This week was almost Shakespearean for the ethanol industry. On Tuesday, we saw the Environmental Protection Agency release their rule to pave the way for E15 to be sold year-round, a move to help alleviate the pressures from the damage done by Former Administrator Scott Pruitt’s granting of refiner waivers. In new Administrator Andrew Wheeler, ethanol supporters felt the had an ally. But, beware the Ides of March.
On Thursday morning the Renewable Fuels Association (RFA) held a press conference in which they discussed the damage done to the ethanol industry by the hand of Scott Pruitt. RFA President and CEO Geoff Cooper commented that 2018 saw the first decline in ethanol consumption in 20 years.
Cooper says that this granting of waivers and the RIN devaluation cost the ethanol industry over one billion dollars. Cooper says that would be a conservative estimate.
Later on Thursday, EPA Administrator Wheeler was to retroactively rule on more RIN waiver requests which were left over from 2017. The ethanol industry had high hopes this ruling would go their way and send the signal that they had found an ally in Administrator Wheeler. However, it did not go their way and Wheeler granted the waivers, just like his predecessor Scott Pruitt. You could almost hear ethanol supporters cry, “Et Tu Brute?”
Where does this leave the ethanol industry? The year-round E15 rule is now in the comment period. The hope is we could have it in place by the summer driving season. However, in light of what happened on Thursday, ethanol supporters may be wary of who is driving the vehicle of their future. Moreover, will that vehicle be running on ethanol blended fuels?
Below are comments about Wheeler’s granting of more RIN waivers.
Iowa Corn Growers: “Iowa corn farmers are very disappointed to hear the EPA granting five more small refinery waivers making a total of 2.61 billion gallons of lost demand for America’s farmers. The EPA needs to stop granting these unnecessary waivers, disgracing Iowa farmers and their hard-working renewable products who now face tough economic times. It’s time the EPA is held to a higher standard in RFS implementation and restore the intent and strength of the RFS.”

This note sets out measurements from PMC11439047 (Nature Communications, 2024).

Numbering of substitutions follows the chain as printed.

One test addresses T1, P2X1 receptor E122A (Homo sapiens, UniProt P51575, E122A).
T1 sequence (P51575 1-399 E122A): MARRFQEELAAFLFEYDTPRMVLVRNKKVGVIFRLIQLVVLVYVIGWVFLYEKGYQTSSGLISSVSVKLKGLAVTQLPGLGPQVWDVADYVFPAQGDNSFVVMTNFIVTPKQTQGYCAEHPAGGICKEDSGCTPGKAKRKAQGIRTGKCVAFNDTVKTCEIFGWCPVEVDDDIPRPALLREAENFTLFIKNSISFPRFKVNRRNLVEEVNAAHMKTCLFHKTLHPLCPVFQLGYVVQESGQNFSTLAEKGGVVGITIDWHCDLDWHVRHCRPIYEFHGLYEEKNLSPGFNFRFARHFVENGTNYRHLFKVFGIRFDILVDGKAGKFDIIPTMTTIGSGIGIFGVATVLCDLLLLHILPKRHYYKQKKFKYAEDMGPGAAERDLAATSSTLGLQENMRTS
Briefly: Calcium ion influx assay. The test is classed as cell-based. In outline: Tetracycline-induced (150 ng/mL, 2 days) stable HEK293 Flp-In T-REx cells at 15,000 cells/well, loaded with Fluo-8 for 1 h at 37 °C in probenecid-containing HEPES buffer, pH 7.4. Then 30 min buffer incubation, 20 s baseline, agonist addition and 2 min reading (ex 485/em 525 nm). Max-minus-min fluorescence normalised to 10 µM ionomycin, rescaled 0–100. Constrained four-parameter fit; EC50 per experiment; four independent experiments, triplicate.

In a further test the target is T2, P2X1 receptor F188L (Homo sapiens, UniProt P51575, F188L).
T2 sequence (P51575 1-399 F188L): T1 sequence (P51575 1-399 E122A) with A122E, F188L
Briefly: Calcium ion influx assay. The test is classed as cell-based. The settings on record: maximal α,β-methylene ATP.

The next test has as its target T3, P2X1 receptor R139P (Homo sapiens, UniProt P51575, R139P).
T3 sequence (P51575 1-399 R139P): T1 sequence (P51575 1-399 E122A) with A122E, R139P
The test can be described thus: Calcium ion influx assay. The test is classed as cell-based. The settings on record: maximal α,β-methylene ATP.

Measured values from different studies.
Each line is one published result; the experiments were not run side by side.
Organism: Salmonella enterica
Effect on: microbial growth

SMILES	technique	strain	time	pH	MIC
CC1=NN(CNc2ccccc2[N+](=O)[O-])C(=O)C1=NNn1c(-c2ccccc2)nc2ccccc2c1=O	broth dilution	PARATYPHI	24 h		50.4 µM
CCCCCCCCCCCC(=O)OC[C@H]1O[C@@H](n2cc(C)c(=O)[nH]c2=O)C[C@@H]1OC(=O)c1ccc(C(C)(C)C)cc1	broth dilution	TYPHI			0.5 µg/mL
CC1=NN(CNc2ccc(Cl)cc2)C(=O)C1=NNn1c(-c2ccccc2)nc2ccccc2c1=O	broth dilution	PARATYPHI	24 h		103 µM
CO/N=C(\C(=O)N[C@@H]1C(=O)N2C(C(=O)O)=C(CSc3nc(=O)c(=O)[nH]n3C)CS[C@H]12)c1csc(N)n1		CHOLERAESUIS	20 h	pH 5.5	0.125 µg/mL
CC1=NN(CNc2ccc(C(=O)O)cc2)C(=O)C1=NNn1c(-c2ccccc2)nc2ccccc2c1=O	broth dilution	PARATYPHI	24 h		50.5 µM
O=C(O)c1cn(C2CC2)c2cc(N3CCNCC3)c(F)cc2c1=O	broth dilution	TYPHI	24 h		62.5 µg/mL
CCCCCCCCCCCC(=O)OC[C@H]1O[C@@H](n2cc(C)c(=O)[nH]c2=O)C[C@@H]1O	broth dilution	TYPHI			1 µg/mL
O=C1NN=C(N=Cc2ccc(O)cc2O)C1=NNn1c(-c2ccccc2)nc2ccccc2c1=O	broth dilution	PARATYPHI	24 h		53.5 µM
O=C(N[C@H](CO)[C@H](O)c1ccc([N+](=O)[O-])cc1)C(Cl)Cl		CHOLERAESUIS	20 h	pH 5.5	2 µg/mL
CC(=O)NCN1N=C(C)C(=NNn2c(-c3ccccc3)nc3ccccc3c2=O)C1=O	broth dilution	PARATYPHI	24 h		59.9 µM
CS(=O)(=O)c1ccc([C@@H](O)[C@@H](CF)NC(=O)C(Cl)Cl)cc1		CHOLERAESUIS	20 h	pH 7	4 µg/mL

National Biodiesel Board: “EPA Administrator Andrew Wheeler is, unfortunately, following in the footsteps of Scott Pruitt, undercutting demand for biodiesel and renewable diesel by handing out retroactive small refinery exemptions to every refinery that asks for one. It appears to be business-as-usual at EPA, with no effort to ensure that renewable volume obligations are made whole following the exemptions. America’s farmers, biofuel producers, and the environment are directly harmed.”
Growth Energy: “EPA’s decision to grant five more small refinery exemptions is a slap in the face to rural communities, where farmers have lost a key market for their crops and biofuel plants have shut down or idled production. EPA continues to hand out exemptions to unidentified refiners, which only strengthens our serious concern that EPA continues to enrich some of the most profitable oil refineries in the world, all in secret.
“Now more than ever, EPA must restore the 2.6 billion gallons of biofuel lost to these small refinery exemptions and ensure that the targets set by EPA are met in earnest, and we will continue to fight tooth and nail to see that happen.”
Renewable Fuels Association: “It’s extremely disappointing and outrageous to see EPA once again allow oil refiners to undermine the RFS and hurt family farms, ethanol producers and our environment by exploiting and abusing a statutory provision that exempts them from their obligations to blend renewable fuels. The RFS was created to preserve the environment, protect America’s energy security and give Americans more affordable options at the pump. These exemptions undercut those goals, and today’s exemptions mean more than 2.6 billion gallons of RFS blending obligations have been erased with the stroke of EPA’s pen. RFA will continue to fight these exemptions through the courts and urge EPA to adopt a more judicious and restrained decision-making process on refiner exemptions, as well as restore lost volume obligations from previous years.”